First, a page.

She saw the species for the first time in 2015 in New Zealand and called it the hoodwinker because of its tendency to blend in with other sunfish species and hide in plain sight.

The fish had previously been spotted more than 100 years ago—in Holland in 1889, far from its normal warm climes. But it was misidentified as a Mola mola until Nyegaard officially described it in 2017 in an academic journal. It was the first species added to the Mola genus in 125 years.

When a fellow scientist alerted Nyegaard that the California researchers might have a hoodwinker on their hands, she said she couldn't believe it.

"I was super skeptical," she said. "I thought, 'It would be so cool if it was one.'"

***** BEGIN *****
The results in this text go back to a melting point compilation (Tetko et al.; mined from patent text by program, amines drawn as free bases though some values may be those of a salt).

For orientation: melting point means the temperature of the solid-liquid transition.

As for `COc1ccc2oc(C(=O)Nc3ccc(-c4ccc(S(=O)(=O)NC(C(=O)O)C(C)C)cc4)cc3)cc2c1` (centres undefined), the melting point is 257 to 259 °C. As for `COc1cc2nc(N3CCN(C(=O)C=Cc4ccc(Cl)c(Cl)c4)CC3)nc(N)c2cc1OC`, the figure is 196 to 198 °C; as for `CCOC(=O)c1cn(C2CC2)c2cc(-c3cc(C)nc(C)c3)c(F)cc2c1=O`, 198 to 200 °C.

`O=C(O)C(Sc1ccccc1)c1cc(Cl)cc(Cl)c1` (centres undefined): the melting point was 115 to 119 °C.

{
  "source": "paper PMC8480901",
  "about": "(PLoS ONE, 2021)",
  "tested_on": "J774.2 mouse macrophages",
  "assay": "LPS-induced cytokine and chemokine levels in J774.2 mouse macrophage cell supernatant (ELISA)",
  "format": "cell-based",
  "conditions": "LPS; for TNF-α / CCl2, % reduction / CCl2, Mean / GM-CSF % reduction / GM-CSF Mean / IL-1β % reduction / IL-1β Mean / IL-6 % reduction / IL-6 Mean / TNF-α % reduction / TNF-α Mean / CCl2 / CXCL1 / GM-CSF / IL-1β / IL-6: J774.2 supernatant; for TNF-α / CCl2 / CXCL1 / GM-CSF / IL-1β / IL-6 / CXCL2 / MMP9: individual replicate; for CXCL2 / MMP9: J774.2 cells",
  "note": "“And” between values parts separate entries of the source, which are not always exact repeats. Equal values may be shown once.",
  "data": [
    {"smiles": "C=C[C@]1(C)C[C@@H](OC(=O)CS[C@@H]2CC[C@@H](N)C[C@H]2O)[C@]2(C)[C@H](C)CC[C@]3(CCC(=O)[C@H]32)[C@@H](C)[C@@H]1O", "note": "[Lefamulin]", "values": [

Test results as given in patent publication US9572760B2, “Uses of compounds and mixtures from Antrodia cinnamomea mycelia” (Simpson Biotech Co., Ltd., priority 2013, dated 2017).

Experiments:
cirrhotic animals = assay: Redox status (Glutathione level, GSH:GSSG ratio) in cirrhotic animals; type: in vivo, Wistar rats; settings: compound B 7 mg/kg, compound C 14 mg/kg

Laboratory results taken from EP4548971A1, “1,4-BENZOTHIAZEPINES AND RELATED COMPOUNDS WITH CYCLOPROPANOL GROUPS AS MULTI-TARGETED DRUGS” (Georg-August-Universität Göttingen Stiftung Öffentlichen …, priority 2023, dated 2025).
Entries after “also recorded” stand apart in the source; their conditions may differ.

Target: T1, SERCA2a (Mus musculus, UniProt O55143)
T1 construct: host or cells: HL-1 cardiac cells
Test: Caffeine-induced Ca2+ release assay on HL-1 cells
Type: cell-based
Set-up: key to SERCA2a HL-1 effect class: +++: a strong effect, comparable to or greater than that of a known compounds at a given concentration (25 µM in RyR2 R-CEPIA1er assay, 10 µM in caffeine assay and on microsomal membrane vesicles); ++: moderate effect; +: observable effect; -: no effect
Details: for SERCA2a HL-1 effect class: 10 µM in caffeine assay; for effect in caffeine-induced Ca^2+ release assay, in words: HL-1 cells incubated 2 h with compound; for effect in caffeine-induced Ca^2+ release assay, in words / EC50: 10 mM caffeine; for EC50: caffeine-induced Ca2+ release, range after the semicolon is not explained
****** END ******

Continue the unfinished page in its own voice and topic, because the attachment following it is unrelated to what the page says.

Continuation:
Nyegaard suspected the Santa Barbara fish was the new Mola tecta species but was reluctant to make a final determination because the animal was found so far away from its natural habitat.

She advised Turner and the other researchers to examine the fish further and gave them specific instructions on what photographs she would need in order to determine its species.

Nyegaard said she cautioned herself not to get too excited, but when the additional images were sent, she said there was no doubt about the type of fish.

"I yelled out, 'It's a hoodwinker!' I just fell off my chair."

Turner said so little is known about the Mola tecta that researchers don't really know how rare it is. Either the sunfish is actually common in more northern Pacific waters and simply hasn't been seen until now, or the hoodwinker made a long trek to the West Coast, he said.

Regardless, it's odd the fish ended up stranded on the beach, scientists said, adding that Nyegaard's research will help determine what went wrong.

Researchers said the fish had no signs of injury and wasn't obviously in distress. It's possible, Turner said, that ocean warming caused the animal to veer off-course.